As my service ends, I thought it would be a good idea to reflect on the year and all that I have done as a Huron Pines AmeriCorps member serving at the Little Forks Conservancy in 2020. I never expected this year to turn out the way it did, as I am sure many others did not either. A global pandemic and a 500-year flood in the same year? I definitely did not sign up for that. Serving remotely for many months was challenging. When I first started, I was expecting to be spending most of my service outside and working with other people. Instead, I spent a good portion of my service on my couch and became very familiar with using Zoom. However, even with all of the challenges that I faced – I was still able to get things done, take part in lots of exciting opportunities, and learn so much.
Throughout my service, I was tasked with recording the visitor data from our preserves. The conservancy tries to keep track of how many visitors they get so that they can better understand how people are utilizing their properties. Most of my service occurred as the COVID-19 pandemic was taking place. We began to see increases in the number of visitors that were using the preserves. I decided to analyze the data and compare it to previous data from 2019. All of the preserves saw greater numbers of visitors in 2020. It was interesting to view just how much people were going outside during a time when they were not able to do much else. Being out in nature is so important for our physical, mental, and emotional health.
Since many of our in-person events were canceled this year, we had to get creative and come up with some virtual alternatives. I became very familiar with using different types of software and programs to do outreach. I assisted with our virtual Garlic Mustard Pull where we encouraged the public to go out with their families to remove the invasive species.
Later in the season, once we were able to start working on our preserves and with volunteers, we held some work days doing things like trail building, invasive species removal, habitat restoration, and flood remediation. The 500-year flood damaged three of the conservancy’s preserves along the Tittabawassee river and their office. Forestview Natural Area in particular was affected. Boardwalks were shifted, the floodwaters caused the bridge to move off of the creek (getting damaged in the process), and piles of debris were deposited all over the land along the river. I helped plan a Huron Pines AmeriCorps service event at Forestview during which we spent a day rebuilding the bridge and removing flood debris from the property.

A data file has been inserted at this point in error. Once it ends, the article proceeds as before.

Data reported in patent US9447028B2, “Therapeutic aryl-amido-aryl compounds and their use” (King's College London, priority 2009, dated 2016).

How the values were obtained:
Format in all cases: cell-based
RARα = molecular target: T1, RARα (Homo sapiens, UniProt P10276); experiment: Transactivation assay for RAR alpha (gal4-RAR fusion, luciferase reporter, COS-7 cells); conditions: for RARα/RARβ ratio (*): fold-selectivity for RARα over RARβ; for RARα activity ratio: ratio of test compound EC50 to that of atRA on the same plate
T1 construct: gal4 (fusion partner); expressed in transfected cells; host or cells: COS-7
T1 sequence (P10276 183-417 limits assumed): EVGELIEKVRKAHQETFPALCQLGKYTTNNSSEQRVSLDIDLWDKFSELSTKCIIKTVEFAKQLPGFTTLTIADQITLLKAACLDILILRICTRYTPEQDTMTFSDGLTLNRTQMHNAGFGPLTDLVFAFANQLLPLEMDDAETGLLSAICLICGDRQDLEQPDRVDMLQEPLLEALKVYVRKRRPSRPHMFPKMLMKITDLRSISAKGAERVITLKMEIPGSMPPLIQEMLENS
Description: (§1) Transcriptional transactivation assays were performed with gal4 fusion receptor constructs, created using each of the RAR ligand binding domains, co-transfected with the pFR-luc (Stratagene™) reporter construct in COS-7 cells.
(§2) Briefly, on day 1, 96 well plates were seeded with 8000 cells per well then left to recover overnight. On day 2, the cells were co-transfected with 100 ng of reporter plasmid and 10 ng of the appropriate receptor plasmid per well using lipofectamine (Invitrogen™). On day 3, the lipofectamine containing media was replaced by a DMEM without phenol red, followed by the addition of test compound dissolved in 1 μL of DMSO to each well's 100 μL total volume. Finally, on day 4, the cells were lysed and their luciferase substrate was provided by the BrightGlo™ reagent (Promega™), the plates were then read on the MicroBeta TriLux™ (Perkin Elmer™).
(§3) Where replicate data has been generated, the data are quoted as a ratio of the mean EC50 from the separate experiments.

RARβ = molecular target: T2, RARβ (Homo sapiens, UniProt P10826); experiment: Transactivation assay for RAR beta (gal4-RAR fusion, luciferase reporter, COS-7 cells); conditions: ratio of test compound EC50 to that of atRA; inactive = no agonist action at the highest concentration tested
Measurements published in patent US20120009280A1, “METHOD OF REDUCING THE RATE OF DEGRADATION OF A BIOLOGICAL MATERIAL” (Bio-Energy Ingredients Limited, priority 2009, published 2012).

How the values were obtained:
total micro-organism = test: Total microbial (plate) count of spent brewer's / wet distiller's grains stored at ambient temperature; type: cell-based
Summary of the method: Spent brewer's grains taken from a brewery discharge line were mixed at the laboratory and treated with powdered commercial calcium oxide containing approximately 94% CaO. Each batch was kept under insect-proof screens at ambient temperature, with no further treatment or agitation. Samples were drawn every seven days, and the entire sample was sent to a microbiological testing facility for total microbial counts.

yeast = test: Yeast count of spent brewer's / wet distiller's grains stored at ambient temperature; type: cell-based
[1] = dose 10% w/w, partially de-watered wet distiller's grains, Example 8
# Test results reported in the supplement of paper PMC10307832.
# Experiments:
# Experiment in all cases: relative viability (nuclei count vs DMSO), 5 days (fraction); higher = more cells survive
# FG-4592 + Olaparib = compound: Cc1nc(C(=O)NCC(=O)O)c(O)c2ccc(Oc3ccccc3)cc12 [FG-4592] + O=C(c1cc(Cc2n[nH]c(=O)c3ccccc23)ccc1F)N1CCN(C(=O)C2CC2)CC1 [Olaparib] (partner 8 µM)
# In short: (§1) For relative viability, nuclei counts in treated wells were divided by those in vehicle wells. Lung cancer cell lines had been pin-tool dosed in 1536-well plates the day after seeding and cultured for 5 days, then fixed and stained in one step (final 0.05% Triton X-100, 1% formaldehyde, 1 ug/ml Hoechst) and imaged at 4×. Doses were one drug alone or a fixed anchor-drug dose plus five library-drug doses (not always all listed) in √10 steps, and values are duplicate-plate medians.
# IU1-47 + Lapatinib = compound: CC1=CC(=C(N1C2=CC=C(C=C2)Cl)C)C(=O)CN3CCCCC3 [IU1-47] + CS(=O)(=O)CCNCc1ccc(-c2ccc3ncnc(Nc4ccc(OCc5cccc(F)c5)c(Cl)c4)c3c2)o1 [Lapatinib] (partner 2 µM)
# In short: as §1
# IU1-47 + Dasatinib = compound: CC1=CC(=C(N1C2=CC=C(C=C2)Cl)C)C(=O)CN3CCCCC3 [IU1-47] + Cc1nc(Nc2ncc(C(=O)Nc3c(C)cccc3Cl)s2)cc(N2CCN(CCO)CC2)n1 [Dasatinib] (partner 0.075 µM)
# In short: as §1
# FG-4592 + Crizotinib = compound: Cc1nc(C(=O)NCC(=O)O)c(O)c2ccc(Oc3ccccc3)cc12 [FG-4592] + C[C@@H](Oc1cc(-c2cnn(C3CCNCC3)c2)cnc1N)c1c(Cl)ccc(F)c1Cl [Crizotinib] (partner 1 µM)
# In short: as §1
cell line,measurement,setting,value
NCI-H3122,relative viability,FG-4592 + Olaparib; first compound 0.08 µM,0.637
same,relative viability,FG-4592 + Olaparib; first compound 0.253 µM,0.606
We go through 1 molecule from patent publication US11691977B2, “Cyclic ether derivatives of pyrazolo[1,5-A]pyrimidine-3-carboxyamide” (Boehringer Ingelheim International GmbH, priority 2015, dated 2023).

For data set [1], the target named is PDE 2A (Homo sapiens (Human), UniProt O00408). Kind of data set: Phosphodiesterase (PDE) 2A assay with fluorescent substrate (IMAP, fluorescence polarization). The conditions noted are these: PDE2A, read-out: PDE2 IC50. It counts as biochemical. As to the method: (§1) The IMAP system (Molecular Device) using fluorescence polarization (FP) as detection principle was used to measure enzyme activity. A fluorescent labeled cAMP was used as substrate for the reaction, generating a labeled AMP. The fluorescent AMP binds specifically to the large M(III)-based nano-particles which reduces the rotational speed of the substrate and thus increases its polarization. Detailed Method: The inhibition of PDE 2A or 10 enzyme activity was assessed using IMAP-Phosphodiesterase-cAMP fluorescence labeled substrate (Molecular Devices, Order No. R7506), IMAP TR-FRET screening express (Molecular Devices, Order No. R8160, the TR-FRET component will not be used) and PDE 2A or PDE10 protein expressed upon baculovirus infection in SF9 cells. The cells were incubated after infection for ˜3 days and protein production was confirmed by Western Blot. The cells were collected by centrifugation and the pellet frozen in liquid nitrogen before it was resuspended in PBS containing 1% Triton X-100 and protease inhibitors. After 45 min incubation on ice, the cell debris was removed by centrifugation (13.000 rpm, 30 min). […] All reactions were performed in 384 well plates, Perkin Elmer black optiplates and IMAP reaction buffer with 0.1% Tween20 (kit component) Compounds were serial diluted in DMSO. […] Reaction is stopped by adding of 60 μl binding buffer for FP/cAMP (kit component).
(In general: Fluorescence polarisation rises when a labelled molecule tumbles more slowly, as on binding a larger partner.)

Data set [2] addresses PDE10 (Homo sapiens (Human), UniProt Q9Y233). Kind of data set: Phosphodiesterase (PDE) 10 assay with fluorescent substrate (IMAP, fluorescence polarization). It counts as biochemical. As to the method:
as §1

During some of my final weeks of service I took the lead on a scout project at Riverview Natural Area where were thinned some trees and removed invasive species. Having too many trees in one area can lead to overcrowding issues where the trees will compete with each other for resources. By removing some, we can establish healthier forests and increase growth in those that were left. The cut trees were used to create piles of brush that will serve as habitat for critters in the area.
Conservation easements are agreements with landowners that protect their properties and resources. Little Forks conservancy has over thirty easements and each one must be monitored annually. Over the past few months I learned about easements, various conservation practices, and communicating with landowners. My site supervisor, Elan, taught me how to complete a monitoring visit and create a monitoring report after. I spent many days hiking around some gorgeous properties in Mid-Michigan. I have seen farm fields, wetlands, forests, rivers and lakes. Getting to see firsthand how the conservancy has been able to protect land, resources, and habitats in the surrounding areas was amazing.
Not too far from the Chippewa River is a seven-acre property that was once part of a small family farm in Homer Township. This past summer, the Little Forks Conservancy accepted the donation of this property in honor of the family that owned it for generations.
The decision to donate the property was an easy one for John Anderson, as he and his late wife, Ursula, had discussed wanting to see it preserved for the education and enjoyment for the people of the Midland area. Ursula’s family had owned and lived near the property for years and to commemorate that legacy, John contacted Little Forks to preserve the family’s legacy.
The newly protected Anderson property will become the conservancy’s seventh nature preserve. Management objectives are being developed, but options include an outdoor learning space for Little Forks’ Nature/Nurture program as well as a small park area for the community. The property has been routinely mowed for hay, keeping invasive species just to the edges.
“This allows us to have a blank slate to work from and create something truly enjoyable for the community,” commented Sara Huetteman, preserve and volunteer manager.